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Protocols ›› Mutagenesis Process and ENU

In the mouse, the supermutagen, N-ethyl-N-nitrosourea (ENU), produces forward mutation rates (∼1/650 per locus per gamete) sufficient to perform genome-wide mutagenesis screens at significant coverage so that, on average, mutations can be obtained in almost any gene. ENU mutagenesis screens provide a complimentary approach to gene targeting methods because both gain-of-function and loss-of-function alleles can be obtained, and importantly, no pre-existing knowledge of the target genes is required.

ENU causes single nucleotide mutations. The highest mutation rates occur in mouse pre-meiotic spermatogonial stem cells, with single-locus mutation frequencies of 6 x 10-3 to 1.5 x 10-3 per mutagenized genome (Hitotsumachi et al. 1985), depending on drug dose used (Justice 2000). Chemical mutagenesis by ENU has great potential to generate an abundance of mutations in phenotype-driven screens, given that each of the approximately 30,000 mammalian genes is a potential target for inducing a mutation with a demonstrable, heritable phenotype.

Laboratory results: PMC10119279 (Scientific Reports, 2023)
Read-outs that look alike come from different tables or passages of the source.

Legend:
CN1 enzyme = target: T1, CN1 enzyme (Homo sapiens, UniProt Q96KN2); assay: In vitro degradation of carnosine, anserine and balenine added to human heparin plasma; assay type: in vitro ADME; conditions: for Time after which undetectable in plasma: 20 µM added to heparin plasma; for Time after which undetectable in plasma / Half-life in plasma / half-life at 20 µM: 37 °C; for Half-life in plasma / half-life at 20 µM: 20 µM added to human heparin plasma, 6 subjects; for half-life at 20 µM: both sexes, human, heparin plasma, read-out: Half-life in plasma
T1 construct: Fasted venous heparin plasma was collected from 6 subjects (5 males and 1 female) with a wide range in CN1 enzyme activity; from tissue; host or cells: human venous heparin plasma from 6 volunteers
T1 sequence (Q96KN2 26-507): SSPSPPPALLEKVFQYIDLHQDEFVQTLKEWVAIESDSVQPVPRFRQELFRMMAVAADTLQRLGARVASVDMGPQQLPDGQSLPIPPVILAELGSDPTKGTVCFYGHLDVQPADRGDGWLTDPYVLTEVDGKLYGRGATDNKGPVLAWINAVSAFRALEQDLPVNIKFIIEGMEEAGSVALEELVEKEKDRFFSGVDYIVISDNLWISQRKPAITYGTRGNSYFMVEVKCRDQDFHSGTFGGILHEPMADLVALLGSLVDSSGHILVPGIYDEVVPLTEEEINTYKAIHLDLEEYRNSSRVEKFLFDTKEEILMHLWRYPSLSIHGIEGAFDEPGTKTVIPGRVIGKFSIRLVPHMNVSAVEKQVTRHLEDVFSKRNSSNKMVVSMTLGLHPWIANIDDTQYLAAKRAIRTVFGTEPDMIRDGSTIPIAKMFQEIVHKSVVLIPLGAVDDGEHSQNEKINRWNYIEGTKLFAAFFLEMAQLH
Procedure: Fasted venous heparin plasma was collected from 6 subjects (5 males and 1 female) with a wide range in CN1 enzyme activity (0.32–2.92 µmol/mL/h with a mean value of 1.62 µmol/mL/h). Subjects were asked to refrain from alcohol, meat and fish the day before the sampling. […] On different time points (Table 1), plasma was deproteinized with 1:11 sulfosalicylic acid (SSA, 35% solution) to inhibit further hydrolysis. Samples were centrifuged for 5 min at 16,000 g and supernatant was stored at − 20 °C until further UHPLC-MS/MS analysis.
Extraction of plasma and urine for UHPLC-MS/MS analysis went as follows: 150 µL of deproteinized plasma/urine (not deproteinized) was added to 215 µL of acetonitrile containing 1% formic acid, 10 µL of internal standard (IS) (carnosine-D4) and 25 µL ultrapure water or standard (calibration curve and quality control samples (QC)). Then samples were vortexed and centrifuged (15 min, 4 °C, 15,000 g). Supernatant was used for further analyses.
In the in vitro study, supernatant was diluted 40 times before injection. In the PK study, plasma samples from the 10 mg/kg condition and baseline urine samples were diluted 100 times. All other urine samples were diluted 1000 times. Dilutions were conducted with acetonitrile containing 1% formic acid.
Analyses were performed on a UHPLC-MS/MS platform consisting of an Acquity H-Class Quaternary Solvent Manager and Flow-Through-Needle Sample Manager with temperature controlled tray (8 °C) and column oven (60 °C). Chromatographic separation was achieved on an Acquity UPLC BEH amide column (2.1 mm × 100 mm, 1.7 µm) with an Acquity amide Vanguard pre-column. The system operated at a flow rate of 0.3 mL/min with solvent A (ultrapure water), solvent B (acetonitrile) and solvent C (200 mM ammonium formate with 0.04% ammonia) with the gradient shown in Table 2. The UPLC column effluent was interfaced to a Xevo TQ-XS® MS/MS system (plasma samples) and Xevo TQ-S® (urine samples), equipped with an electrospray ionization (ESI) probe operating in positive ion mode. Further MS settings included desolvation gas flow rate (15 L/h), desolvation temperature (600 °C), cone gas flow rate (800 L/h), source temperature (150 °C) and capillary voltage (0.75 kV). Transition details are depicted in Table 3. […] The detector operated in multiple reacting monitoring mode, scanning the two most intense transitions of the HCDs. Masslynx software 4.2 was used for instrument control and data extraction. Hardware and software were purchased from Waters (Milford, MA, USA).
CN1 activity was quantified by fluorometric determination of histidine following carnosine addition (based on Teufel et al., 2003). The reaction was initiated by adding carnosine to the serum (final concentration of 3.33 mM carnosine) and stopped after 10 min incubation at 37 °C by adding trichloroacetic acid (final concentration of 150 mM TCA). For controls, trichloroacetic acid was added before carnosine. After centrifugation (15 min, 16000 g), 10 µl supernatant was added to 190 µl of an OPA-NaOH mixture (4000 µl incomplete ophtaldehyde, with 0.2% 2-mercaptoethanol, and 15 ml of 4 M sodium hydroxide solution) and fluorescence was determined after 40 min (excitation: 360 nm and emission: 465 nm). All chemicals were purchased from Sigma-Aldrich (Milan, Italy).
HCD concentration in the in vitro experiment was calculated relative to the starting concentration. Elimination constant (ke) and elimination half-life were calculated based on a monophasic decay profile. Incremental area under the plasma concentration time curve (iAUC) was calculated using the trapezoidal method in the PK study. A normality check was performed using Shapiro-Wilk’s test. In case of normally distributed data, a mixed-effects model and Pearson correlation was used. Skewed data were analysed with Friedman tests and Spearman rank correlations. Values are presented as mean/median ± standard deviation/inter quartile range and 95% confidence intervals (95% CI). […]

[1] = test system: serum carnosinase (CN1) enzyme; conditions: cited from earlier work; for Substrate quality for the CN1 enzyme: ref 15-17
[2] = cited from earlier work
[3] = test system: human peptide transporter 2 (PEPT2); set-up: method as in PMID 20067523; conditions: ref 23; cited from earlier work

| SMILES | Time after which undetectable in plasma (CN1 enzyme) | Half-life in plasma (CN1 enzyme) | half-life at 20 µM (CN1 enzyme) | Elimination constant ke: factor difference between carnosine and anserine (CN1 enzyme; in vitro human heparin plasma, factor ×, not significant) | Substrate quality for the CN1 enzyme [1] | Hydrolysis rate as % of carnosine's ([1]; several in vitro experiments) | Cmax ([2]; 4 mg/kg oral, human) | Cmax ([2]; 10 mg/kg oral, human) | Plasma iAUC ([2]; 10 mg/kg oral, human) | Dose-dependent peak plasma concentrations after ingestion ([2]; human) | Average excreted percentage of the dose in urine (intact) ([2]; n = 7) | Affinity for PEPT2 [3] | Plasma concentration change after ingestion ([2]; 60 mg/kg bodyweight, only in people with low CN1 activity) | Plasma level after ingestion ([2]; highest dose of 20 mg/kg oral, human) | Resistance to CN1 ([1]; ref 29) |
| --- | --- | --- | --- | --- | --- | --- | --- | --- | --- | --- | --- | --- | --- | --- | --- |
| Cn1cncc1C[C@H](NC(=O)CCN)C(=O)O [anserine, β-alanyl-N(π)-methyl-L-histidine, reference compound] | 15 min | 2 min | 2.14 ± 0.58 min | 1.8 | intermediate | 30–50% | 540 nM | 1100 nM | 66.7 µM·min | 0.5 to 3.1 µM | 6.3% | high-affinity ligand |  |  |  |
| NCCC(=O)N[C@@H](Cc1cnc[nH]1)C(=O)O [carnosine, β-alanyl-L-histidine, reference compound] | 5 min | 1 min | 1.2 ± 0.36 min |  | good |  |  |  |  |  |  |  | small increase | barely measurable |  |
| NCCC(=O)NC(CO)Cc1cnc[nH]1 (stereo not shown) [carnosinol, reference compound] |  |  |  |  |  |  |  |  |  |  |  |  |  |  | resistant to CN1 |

Large-scale ENU mutagenesis allows researchers access to more genetic variants from which to select mutants for further study, e.g., those with more striking phenotypes that are not inherently polygenic. Furthermore, the sequence of candidate genes or genomic sequence in critical regions between the mutated and parental strains can be more easily compared if the mutations are isolated on isogenic background. For these reasons, it has been suggested that gene discovery by ENU mutagenesis will be more successful than QTL approaches (e.g., Nadeau and Frankel 2000).